It has been long expected, but its happening still caused meaningful price dislocation. Two weeks ago, President Maduro of Venezuela announced that the country would restructure its debts. As a result, so far this month Venezuelan dollar bonds have delivered an -18.5% return.

At the start of the month, even though they were already trading at an average price of 46c/$, these bonds still made up a meaningful 1.8% of the flagship emerging market dollar bond index. So even if you were only neutral Venezuelan debt, the past couple of weeks have cost you a decent clip of performance.

Kames doesn’t own any Venezuelan debt, and here’s a few reasons why:

  • Debt restructurings are massively complex…: That Mr Maduro tasked his Vice President, Tareck El Aissami, whom the US sanctions as a drug trafficking kingpin, to lead negotiations on the Venezuelan side, betrays the Chavistas’ woeful under-estimation, and probable misunderstanding, of what they are trying to achieve.
  • and Venezuela’s looks like being the most complex of all: More important than individuals, though, are the US financial sanctions currently aimed at Venezuela. Yet, very many Venezuelan bondholders sit in the US, and a great deal of Venezuela’s oil, its lifeblood, is sold to US buyers. Restructuring under these circumstances seems practically impossible. And what about all the other creditors (international airlines with trapped dollars, for example) eyeing this situation with interest?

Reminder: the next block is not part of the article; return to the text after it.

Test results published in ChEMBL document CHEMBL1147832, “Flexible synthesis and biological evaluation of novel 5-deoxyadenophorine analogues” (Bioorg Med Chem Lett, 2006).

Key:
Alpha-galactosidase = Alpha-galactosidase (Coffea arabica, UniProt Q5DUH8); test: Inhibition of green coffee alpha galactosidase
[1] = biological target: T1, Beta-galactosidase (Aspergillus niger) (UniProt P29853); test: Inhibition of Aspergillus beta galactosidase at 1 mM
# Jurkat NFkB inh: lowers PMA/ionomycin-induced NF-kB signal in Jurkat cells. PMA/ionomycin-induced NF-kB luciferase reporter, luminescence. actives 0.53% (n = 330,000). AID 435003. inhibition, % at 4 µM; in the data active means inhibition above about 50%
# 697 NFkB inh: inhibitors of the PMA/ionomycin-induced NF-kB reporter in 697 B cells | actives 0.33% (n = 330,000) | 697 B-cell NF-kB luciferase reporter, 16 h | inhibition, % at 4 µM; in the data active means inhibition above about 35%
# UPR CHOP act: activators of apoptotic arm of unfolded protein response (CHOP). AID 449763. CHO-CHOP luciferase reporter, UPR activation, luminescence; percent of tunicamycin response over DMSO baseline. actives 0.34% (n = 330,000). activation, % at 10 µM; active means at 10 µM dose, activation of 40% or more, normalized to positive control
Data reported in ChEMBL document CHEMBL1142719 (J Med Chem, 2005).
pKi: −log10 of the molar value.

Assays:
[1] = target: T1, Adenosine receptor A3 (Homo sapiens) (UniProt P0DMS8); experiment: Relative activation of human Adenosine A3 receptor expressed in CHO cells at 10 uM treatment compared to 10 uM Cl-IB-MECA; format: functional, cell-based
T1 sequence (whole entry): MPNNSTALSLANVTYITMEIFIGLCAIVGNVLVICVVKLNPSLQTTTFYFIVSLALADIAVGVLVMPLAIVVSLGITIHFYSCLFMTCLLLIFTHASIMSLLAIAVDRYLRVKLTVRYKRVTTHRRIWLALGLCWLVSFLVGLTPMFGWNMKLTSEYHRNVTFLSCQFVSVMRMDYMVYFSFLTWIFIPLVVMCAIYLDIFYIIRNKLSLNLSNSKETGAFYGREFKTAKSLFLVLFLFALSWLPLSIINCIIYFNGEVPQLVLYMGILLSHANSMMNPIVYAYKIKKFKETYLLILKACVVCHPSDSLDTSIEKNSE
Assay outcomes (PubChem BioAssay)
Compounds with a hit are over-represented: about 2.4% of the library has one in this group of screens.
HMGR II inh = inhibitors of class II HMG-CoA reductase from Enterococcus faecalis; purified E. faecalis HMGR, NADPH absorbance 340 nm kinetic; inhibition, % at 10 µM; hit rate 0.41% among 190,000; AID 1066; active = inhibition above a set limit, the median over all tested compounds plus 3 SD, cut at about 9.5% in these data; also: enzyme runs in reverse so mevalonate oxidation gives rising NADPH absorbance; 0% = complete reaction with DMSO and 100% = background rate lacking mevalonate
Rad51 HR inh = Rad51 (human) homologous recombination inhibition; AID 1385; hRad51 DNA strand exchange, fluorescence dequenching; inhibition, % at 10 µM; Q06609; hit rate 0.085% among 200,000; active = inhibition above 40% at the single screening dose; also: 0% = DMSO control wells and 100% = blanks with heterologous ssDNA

• Domestic politics offers little upside: While Mr Maduro and Chavismo currently appear to hold the upper hand in Venezuelan politics, if the regime collapses, it’s unlikely that that which follows it would be nearly as assiduous in servicing its debts. In particular, if the IMF became involved alongside a new regime, expect it to take a dim view of international bondholders. And if the current regime survives? Expect more of today’s confusion.
  • China and Russia: Both are meaningful lenders to Venezuela. The opportunity for Russia, in particular, to keep the Maduro regime in power, and its debt servicing (barely) current, may be too good to pass up. It can thus get one over on the US, and its investors, on territory ‘close to home’. Sovereign actors with very different motivations and understandings could lead this situation to bump along the bottom for some time.

All that said, eventual recovery values for Venezuelan dollar bonds may well prove to be higher than the levels at which they trade today (in the 20s and 30s). However, both the pathway and timescale to these higher values are highly uncertain – arguably, impossible to read.

If your fund manager holds Venezuelan debt, he or she must think differently. We note that JP Morgan has said that Venezuelan bonds will remain in its emerging market sovereign bond indices, despite default. Could it be that, despite all the opacity and uncertainty around the situation, fund managers are too scared to take a view, and some benchmark risk, here?

From our perspective, we think there are currently plenty of other, more decipherable, investment opportunities across the emerging market debt universe. Venezuela doesn’t pose contagion risk to the wider asset class, we think, so we remain happily pursuing these opportunities.

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